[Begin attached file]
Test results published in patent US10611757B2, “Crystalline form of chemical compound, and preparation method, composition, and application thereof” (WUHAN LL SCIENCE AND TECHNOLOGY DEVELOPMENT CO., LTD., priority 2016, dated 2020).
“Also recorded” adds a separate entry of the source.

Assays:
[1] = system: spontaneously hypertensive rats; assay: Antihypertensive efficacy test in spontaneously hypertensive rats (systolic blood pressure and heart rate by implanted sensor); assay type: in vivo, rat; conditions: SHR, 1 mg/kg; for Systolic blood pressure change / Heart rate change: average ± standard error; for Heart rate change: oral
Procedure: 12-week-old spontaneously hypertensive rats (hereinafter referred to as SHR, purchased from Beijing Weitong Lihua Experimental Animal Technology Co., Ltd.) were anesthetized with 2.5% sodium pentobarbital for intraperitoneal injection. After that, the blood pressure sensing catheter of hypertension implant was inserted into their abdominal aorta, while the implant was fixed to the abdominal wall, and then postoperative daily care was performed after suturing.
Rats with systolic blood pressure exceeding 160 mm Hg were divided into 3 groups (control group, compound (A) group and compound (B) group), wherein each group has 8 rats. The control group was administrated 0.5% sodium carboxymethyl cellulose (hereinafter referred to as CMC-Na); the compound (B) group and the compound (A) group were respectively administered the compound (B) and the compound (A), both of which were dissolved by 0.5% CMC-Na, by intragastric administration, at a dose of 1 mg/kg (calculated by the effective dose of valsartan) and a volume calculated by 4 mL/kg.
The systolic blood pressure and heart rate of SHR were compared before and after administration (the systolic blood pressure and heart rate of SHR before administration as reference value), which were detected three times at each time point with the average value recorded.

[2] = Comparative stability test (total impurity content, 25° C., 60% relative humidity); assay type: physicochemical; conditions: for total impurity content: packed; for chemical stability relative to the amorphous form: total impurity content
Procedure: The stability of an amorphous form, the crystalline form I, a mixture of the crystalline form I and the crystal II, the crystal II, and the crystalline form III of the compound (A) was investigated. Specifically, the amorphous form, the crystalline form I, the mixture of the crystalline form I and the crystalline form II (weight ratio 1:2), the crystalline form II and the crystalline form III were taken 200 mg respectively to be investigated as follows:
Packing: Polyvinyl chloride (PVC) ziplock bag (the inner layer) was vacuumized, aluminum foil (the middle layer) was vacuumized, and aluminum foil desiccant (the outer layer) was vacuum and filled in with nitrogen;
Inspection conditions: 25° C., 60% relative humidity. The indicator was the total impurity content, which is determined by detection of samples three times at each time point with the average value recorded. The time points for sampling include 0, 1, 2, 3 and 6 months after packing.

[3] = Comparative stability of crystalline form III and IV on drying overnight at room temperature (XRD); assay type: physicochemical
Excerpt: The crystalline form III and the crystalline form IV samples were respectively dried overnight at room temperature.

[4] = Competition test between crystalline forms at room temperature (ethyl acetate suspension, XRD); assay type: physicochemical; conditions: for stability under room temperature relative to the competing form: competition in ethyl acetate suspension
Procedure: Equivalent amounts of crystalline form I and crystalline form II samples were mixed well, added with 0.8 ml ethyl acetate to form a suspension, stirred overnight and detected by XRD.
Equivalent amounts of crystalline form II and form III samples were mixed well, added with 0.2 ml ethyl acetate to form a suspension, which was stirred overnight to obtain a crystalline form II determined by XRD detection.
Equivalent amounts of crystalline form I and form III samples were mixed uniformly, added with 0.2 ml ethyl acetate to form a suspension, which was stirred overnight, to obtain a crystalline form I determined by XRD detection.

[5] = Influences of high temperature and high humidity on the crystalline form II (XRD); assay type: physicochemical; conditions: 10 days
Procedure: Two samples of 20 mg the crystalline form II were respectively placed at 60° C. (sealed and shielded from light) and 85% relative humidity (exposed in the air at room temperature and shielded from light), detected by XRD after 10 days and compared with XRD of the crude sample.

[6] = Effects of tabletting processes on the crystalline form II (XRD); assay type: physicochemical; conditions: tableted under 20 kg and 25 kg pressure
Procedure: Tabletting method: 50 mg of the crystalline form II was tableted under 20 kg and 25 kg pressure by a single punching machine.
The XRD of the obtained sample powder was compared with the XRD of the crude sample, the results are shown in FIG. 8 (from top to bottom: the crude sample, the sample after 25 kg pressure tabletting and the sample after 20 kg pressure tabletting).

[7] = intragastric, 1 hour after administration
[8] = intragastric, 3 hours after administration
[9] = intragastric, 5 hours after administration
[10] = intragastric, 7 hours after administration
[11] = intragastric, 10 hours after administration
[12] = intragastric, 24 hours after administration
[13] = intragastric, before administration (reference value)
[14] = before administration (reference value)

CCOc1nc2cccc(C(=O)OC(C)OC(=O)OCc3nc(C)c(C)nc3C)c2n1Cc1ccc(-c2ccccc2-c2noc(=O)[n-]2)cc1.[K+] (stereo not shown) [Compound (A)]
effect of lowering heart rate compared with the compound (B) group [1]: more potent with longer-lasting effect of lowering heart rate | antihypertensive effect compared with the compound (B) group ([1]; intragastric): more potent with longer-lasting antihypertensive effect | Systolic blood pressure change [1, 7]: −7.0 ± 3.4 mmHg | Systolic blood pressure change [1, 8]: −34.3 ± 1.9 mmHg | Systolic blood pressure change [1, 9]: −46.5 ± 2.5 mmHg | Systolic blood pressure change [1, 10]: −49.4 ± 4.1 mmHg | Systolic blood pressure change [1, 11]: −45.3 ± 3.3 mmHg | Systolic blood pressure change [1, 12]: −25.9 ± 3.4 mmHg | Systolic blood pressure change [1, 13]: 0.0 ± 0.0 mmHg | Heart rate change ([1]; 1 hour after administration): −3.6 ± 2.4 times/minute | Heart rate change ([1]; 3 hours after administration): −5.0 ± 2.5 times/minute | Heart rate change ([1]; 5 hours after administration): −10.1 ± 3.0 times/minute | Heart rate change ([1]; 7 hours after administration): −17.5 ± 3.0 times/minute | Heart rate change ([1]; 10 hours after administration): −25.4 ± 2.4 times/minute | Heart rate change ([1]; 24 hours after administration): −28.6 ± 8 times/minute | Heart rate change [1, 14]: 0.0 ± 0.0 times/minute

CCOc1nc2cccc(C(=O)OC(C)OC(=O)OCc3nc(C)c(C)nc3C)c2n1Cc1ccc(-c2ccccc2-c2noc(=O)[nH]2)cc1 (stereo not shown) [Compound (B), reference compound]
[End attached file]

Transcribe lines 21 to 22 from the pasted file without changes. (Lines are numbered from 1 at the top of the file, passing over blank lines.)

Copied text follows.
Procedure: Tabletting method: 50 mg of the crystalline form II was tableted under 20 kg and 25 kg pressure by a single punching machine.
The XRD of the obtained sample powder was compared with the XRD of the crude sample, the results are shown in FIG. 8 (from top to bottom: the crude sample, the sample after 25 kg pressure tabletting and the sample after 20 kg pressure tabletting).